Ranching takes creativity, determination, resilience and a true love of the land. Ranchers read a variety of publications, attend educational events, get tips from old-timers and visit with other ranchers---all to continually improve the health of cattle as well as the health of the grass and soil.
One rancher who continually asks questions and keeps improving his cattle and range is Bill Milton. Bill, along with his wife, Dana, received the first Montana Leopold Award during the 2019 Montana Farm Bureau Convention in Billings. The members of the Montana Farm Bureau raise cattle in the rolling grasslands and sagebrush hills north of the Musselshell River in Eastern Montana.
Meeting with them in their rambling farmhouse east of Roundup, at first glance they might not look like stereotypical “ranchers.” Bill wears a sweatshirt reading, “California – Berkeley” and Dana is an avid gardener and baker.
However, after a conversation, one realizes they have a deep commitment to their cattle, other ranchers, their land and their community.
Bill was raised on a ranch his father owned east of Wolf Creek near Holter Lake (now the Beartooth Game Ranch) and always had an interest in plants and agriculture. In addition, he spent time with his mother who lived in California which resulted in Bill attending high school in the Golden State where he met Dana. This intriguing young woman was interested in plants, birds and the world around her, loved her garden and weaving, so she and Bill quickly realized they were kindred souls.
Bill studied wildlife conservation at the University of California – Berkeley under professor Starker Leopold, the son of renowned conservationist Aldo Leopold. When they graduated from college, Bill and Dana decided to move back to Bill’s roots, and have been ranching together in Montana since 1979. Once in Montana, hoping to hone their range management skills, they attended the Savory Holistic Management Workshop and helped form a group to work on the holistic planning process.
The Savory Grazing System is described as: “Holistic Planned Grazing is a planning process for dealing simply with the great complexity livestock managers face daily in integrating livestock production with crop, wildlife and forest production while working to ensure continued land regeneration, animal health and welfare, and profitability. Holistic Planned Grazing helps ensure that livestock are in the right place, at the right time, and with the right behavior.”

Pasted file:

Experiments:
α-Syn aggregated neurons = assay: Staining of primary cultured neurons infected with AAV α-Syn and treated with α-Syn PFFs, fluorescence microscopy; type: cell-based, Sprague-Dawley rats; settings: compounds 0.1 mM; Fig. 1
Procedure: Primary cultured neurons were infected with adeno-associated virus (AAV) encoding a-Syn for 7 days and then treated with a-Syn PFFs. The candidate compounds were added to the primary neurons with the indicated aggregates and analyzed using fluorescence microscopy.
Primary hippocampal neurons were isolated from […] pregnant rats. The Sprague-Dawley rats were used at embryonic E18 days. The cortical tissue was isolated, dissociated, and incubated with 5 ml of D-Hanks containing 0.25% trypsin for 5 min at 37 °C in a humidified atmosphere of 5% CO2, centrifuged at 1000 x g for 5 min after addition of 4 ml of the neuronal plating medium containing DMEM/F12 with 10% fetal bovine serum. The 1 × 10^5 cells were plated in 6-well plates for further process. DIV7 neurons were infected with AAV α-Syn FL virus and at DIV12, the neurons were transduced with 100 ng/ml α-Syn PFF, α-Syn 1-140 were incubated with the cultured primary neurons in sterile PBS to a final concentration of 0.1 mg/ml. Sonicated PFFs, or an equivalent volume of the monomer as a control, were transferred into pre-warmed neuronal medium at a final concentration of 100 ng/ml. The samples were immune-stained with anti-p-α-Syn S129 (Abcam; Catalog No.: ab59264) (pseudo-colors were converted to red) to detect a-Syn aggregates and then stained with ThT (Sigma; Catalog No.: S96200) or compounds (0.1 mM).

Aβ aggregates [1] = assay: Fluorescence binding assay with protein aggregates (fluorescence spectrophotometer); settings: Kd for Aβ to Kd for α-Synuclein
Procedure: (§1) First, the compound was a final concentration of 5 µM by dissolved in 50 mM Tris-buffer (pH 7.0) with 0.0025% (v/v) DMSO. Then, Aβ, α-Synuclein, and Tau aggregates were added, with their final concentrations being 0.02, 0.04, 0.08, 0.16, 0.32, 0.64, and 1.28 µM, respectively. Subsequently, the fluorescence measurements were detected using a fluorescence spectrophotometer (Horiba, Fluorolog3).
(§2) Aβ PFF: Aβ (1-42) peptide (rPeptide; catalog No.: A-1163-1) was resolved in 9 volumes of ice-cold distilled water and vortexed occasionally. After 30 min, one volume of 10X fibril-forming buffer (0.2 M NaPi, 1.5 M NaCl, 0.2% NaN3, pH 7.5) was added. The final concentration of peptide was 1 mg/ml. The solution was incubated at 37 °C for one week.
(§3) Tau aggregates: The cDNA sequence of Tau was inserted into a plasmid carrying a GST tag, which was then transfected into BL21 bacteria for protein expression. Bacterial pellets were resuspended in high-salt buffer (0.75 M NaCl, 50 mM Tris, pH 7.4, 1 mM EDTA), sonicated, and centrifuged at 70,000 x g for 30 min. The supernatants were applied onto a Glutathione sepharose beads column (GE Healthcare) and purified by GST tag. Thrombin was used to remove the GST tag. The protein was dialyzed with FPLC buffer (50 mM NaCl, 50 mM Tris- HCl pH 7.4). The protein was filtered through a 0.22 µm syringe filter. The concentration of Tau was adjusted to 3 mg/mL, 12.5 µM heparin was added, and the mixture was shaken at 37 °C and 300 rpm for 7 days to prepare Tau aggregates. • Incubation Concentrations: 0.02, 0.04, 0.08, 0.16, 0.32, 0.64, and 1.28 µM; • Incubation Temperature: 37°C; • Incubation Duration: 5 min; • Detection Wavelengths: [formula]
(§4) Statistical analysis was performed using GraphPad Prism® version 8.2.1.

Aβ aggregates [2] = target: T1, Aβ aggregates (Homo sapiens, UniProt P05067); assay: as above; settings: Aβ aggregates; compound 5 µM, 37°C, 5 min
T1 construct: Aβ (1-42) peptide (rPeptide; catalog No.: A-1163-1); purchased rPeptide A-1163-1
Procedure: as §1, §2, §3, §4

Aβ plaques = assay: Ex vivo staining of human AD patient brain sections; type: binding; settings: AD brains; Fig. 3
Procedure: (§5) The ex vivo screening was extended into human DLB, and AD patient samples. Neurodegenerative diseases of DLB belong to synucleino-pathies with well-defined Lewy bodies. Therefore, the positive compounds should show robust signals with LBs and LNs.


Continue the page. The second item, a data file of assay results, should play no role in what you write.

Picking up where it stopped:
“We called it Ranching Made Difficult,” Bill chuckled. “We tried many different things and made a lot of mistakes. I was a lot ‘greener’ than my neighbors; I came of age during the creation of Earth Day, and although we had that ranch in Wolf Creek, from living in the San Francisco Bay Area with my mom, I especially appreciated environmental issues back then. However, I also felt that ranching done well was environmentally friendly.”
The Miltons expanded their current ranch in 2005 and continued to experiment with new methods of ranching. They readily admit that along with education, they used trial and error to develop the best way to manage their cattle, soil and grass while contributing to their community.
“Most ranchers try to do the best they can and be profitable,” Bill noted. “There are many external pressures including all kinds of weather, so we try our best to be resilient ranchers and mitigate risk. Taking care of grass is a risk management tool and we try to optimize the moisture we do get with building more surface cover through grazing management and improved livestock genetics.”
Dana added that one can be the best rancher, yet if your community struggles, you’re vulnerable. “Having a successful ranch doesn’t happen in a void; you need a healthy rural community. You want everyone around you to do well.”
The Miltons expressed concern that family ranching and farming is under great stress, and working collaboratively with neighbors and community can be an important response to these stress challenges. “Taking care of the grass and environment, prosperity and rural communities is all part of one formula. The reason a group like the American Prairie Reserve is coming to central Montana is because it’s one of the remaining intact grasslands in the world. Why is it that way? Because of the role ranchers have played in taking care of grass, which these groups sometimes don’t seem to fully appreciate.”
The Miltons credit the success of their management approach with ongoing adaptation and flexibility. They run on 15,000 acres at their Montana ranch, with their yearlings pastured in Wyoming. About four years ago, they realized they needed to increase their cattle numbers to reduce overhead costs. They needed to work on cattle genetics that require lower inputs and realized that nurturing effective partnerships with their neighbors was key. They also realized it was necessary not only to improve grazing, but to market their cattle more successfully.